- Around 6.3 million people worldwide have PD, with no differentiation for race or culture;
- Parkinson’s disease (PD) is a chronic and progressive neurological disorder;
- Individuals with PD experience difficulties with movement including shaking, stiffness, slow movements and problems with balance;
- There is no cure for PD, and at present, no disease modifying therapies – current treatment focuses on symptom management.
What is Parkinson’s disease?
Parkinson’s disease (PD) is a chronic and progressive neurological disorder which at present has no known cure. The main symptoms are tremor, rigidity (stiffness), slow movements (bradykinesia) and balance difficulties (postural instability). In most cases the cause is unknown and is therefore referred to as ‘sporadic’ or ‘idiopathic’ PD. There are other neurodegenerative disorders sometimes referred to as Parkinson plus or atypical parkinsonian syndromes.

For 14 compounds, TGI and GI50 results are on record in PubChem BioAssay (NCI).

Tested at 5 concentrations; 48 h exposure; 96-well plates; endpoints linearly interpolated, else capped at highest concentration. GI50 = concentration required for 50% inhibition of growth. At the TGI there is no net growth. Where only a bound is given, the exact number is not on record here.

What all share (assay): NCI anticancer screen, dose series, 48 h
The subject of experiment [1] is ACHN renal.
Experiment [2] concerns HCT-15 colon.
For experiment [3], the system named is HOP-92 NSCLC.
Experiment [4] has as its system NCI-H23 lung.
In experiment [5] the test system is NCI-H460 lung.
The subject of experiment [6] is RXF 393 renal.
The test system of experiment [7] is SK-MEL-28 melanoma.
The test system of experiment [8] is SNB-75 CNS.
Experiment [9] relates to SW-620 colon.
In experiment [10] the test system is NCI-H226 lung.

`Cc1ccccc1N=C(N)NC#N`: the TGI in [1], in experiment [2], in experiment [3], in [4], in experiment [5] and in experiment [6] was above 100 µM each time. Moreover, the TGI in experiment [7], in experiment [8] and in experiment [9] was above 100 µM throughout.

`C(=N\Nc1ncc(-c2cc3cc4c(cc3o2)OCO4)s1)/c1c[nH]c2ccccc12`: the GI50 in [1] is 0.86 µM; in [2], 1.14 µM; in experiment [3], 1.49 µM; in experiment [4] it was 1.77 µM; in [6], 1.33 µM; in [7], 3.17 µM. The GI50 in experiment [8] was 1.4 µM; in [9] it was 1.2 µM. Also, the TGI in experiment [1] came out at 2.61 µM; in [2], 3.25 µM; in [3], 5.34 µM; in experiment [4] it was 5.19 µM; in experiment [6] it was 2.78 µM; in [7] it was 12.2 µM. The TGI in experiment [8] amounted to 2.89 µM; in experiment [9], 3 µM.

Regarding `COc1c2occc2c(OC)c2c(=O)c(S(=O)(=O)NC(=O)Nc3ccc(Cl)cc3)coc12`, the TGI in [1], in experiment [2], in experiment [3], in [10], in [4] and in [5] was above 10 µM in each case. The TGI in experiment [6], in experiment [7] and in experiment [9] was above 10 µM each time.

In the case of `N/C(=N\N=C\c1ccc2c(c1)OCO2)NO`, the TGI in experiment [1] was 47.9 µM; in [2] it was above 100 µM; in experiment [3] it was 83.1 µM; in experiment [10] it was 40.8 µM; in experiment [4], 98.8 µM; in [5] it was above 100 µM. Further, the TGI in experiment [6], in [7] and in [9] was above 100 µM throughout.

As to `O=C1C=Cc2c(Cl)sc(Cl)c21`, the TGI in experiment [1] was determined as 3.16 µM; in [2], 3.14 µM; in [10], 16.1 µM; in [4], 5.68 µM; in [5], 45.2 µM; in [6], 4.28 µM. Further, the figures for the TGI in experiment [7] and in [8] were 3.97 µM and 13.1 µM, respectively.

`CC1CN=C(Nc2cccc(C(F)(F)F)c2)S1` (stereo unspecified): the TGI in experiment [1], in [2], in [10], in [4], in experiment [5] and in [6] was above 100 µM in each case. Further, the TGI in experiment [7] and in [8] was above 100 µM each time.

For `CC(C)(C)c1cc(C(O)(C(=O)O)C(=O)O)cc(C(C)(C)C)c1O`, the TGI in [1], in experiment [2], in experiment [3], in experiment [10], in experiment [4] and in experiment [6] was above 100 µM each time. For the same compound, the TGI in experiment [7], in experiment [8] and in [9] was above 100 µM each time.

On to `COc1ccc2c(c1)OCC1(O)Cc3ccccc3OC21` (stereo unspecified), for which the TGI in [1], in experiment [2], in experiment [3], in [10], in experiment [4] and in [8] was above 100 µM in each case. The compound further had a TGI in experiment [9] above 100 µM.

The scale of the problem
Worldwide, it is estimated that 6.3 million people have PD with no differentiation for race and culture. The age of onset is usually over 60, but it is estimated that one in ten are diagnosed before the age of 50, and it can affect people in their 40’s and younger.
According to available statistics, 1.2 million people in Europe have Parkinson’s, which approximates to:
- 260,000 in Germany
- 200,000 in Italy
- 150,000 in Spain
- 120,000 in UK
- 117,000 in France.
This equates to a rate of more than 1 per 1000 people in Europe, making it the second most common neurodegenerative disorder.
Parkinson’s fact sheet – PDF